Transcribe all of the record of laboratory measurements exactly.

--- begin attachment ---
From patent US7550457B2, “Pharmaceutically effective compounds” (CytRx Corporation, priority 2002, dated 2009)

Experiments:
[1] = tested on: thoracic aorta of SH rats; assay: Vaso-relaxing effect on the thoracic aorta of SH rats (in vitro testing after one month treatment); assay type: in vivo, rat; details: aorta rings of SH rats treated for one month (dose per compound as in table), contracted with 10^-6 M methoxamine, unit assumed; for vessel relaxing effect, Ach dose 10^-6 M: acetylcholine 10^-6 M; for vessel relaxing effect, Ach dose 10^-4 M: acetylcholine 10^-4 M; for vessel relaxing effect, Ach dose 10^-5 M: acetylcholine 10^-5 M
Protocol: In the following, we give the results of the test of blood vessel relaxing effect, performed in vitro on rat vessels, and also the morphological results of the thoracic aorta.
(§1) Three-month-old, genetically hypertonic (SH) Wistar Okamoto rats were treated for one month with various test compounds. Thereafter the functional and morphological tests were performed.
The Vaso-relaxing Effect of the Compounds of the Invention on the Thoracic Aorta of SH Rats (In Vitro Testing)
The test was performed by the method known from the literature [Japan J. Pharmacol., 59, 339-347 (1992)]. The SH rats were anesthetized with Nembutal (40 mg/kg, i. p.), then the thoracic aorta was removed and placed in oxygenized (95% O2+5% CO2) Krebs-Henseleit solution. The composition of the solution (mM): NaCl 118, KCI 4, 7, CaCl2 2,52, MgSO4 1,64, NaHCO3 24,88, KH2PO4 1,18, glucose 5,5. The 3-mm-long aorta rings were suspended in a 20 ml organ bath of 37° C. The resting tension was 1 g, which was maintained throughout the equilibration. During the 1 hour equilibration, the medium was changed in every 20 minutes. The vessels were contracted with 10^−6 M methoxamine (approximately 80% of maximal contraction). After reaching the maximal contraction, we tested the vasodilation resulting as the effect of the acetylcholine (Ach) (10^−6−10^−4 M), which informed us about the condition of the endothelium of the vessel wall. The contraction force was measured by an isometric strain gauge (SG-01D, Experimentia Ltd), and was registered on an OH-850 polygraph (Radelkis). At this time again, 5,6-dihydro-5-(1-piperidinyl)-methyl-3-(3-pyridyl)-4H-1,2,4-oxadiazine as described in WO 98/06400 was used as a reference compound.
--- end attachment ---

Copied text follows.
From patent US7550457B2, “Pharmaceutically effective compounds” (CytRx Corporation, priority 2002, dated 2009)

Experiments:
[1] = tested on: thoracic aorta of SH rats; assay: Vaso-relaxing effect on the thoracic aorta of SH rats (in vitro testing after one month treatment); assay type: in vivo, rat; details: aorta rings of SH rats treated for one month (dose per compound as in table), contracted with 10^-6 M methoxamine, unit assumed; for vessel relaxing effect, Ach dose 10^-6 M: acetylcholine 10^-6 M; for vessel relaxing effect, Ach dose 10^-4 M: acetylcholine 10^-4 M; for vessel relaxing effect, Ach dose 10^-5 M: acetylcholine 10^-5 M
Protocol: In the following, we give the results of the test of blood vessel relaxing effect, performed in vitro on rat vessels, and also the morphological results of the thoracic aorta.
(§1) Three-month-old, genetically hypertonic (SH) Wistar Okamoto rats were treated for one month with various test compounds. Thereafter the functional and morphological tests were performed.
The Vaso-relaxing Effect of the Compounds of the Invention on the Thoracic Aorta of SH Rats (In Vitro Testing)
The test was performed by the method known from the literature [Japan J. Pharmacol., 59, 339-347 (1992)]. The SH rats were anesthetized with Nembutal (40 mg/kg, i. p.), then the thoracic aorta was removed and placed in oxygenized (95% O2+5% CO2) Krebs-Henseleit solution. The composition of the solution (mM): NaCl 118, KCI 4, 7, CaCl2 2,52, MgSO4 1,64, NaHCO3 24,88, KH2PO4 1,18, glucose 5,5. The 3-mm-long aorta rings were suspended in a 20 ml organ bath of 37° C. The resting tension was 1 g, which was maintained throughout the equilibration. During the 1 hour equilibration, the medium was changed in every 20 minutes. The vessels were contracted with 10^−6 M methoxamine (approximately 80% of maximal contraction). After reaching the maximal contraction, we tested the vasodilation resulting as the effect of the acetylcholine (Ach) (10^−6−10^−4 M), which informed us about the condition of the endothelium of the vessel wall. The contraction force was measured by an isometric strain gauge (SG-01D, Experimentia Ltd), and was registered on an OH-850 polygraph (Radelkis). At this time again, 5,6-dihydro-5-(1-piperidinyl)-methyl-3-(3-pyridyl)-4H-1,2,4-oxadiazine as described in WO 98/06400 was used as a reference compound.